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Thinking Through Death: Experts Stress Importance Of Communicating End-Of-Life Wishes

Wisconsin Program Encourages Planning With Loved Ones, Putting Desires In Writing

By
Shamane Mills/WPR

A death can be tough on a family, and not knowing a person’s dying wishes can make it more difficult. Since 2012, the Wisconsin Medical Society has been trying to address that issue by encouraging people to do what’s called “advance care planning.”

The WMS campaign known as Honoring Choices wasn’t around 11 years ago when 48-year-old Karen Sandrin was diagnosed with inflammatory breast cancer. She did not want treatment and made that clear to her family.

“Through the years, Karen had many medical procedures — trips to the hospital, trips to the doctor — and was incredibly brave. Brave doesn’t even begin to describe it,” said Jo Ellyn Schultz, describing her sister’s last days.

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The Time Remaining

Sandrin had cerebral palsy. And as Schultz describes it, her sister had spent a “lifetime” with doctors and hospitals. She wanted her remaining time to be spent differently: going to Ice Capades, the zoo and her niece’s wedding shower. But doctor visits were still part of the picture.


A photo of Karen Sandrin, who suffered from cerebral palsy and died from breast cancer. Shamane Mills/WPR

“She met with a surgeon who recommended that she have a mastectomy for palliative reasons because the tumors would grow aggressively and could break through the skin and create additional kinds of problems for Karen,” Schultz recalled. “So she agreed to have the mastectomy, though she wanted no treatment but she understood what was necessary”

Schultz said Sandrin met with a cancer doctor who talked about radiation and chemotherapy. Sandring was adamant that she didn’t want the treatment. Her family stressed that to the doctor, who felt otherwise.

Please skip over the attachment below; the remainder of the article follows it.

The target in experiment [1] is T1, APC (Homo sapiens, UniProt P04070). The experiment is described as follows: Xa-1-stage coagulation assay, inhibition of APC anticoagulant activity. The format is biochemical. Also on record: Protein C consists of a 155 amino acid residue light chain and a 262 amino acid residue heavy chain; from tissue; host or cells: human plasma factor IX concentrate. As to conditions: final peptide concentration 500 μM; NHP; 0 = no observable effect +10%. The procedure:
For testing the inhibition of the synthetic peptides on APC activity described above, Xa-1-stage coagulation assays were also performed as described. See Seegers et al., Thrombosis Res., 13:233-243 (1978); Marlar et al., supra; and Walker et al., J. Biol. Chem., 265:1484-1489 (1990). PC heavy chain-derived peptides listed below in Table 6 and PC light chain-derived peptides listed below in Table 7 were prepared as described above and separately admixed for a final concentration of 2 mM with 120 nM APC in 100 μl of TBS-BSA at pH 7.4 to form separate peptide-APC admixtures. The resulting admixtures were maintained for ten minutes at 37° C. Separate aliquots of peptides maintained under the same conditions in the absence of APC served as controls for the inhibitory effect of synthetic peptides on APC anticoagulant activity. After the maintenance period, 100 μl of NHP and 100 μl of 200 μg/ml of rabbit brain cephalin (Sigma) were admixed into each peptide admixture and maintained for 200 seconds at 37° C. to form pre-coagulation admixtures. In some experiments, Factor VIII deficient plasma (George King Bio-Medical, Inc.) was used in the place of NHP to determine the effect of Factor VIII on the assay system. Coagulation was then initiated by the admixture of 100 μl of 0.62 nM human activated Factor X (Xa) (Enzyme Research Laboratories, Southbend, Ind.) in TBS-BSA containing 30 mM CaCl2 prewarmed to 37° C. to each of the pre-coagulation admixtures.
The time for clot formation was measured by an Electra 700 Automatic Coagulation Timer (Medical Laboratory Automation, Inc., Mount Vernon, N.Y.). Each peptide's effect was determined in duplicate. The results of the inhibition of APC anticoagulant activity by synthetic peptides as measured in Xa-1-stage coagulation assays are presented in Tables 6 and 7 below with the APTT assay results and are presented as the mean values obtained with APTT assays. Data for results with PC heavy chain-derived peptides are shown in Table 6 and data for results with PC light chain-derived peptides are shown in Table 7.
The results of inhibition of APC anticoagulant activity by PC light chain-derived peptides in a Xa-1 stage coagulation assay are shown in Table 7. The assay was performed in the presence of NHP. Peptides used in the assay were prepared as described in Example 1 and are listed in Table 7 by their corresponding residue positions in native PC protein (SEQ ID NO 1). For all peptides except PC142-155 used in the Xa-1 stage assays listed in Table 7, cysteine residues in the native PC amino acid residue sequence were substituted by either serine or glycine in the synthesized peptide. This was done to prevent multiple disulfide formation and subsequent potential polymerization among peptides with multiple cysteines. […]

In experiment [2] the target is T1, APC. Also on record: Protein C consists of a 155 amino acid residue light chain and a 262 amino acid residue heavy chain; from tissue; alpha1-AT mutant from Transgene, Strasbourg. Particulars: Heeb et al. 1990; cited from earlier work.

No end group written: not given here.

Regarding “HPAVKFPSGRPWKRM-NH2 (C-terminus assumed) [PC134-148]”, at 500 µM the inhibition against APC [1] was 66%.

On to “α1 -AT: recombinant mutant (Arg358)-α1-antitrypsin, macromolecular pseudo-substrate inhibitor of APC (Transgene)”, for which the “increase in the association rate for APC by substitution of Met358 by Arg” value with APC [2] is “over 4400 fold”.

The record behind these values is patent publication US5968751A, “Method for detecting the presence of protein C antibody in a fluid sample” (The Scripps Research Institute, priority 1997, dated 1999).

“And this may sound harsh, because there are wonderful clinicians. But we had a feeling at times, as a family, that the sense was that we were not supporting Karen to receive treatment we might have another agenda. After all, she was so handicapped, did we care enough about keeping her alive?” Schultz said.

There can be resistance on the part of doctors to go against what they’re trained to do: try tp make people better. What’s more, some families may insist on extraordinary measures, or simply don’t know what a patient wants. The statewide program Honoring Choices seeks clarity in cases where someone can’t communicate to let doctors and family know.

Taking Time To Plan

As an attorney in elder law, Ben Adams is familiar with the formal documents to do this. He occasionally speaks to groups about advance care planning, which he did recently for employees at the State Bar of Wisconsin.

He asked those in the room how many have talked about advance care planning with their family. A few hands went up. Adams then asked who has actually put it in writing.


Attorney Ben Adams giving a talk on advanced care planning. Shamane Mills/WPR

“Statistics would show you that probably 85 percent of people think it’s very important to have a health care directive completed. And yet less than 20 percent of people, adults, actually have those,” Adams told the group.

During his talk, Adams owned the room. The crowd listened and asked questions. He reassured them that advance directives don’t need to be complicated.

“I know the lawyer who handled the Nancy Cruzan cases through the Missouri Supreme Court to the U.S. Supreme Court. His advance directive basically says, ‘I appoint my wife to make my decisions and she can make any decision she feels comfortable with.’ It can be that simple. But that’s based on the fact they have talked,” Adams said,

Nancy Cruzan’s case was the focus of a bitter debate about how and when families can decide to withdraw a feeding tube or medical treatment. In 1983, Cruzan was in a car accident that left her in a persistent vegetative state. The state of Missouri required her parents to have clear and convincing evidence of Cruzan’s wishes to remove her from life support.

One outcome of the case was advance directives, documents detailing what a patient wants.

Adams gave his presentation in April, during a nationwide push to get Americans to think about future health care decisions.

Said Adams: “Healthcare Decisions Day is always April 16, the day after taxes are due. Because, as Ben Franklin said, the only two sure things are death and taxes.”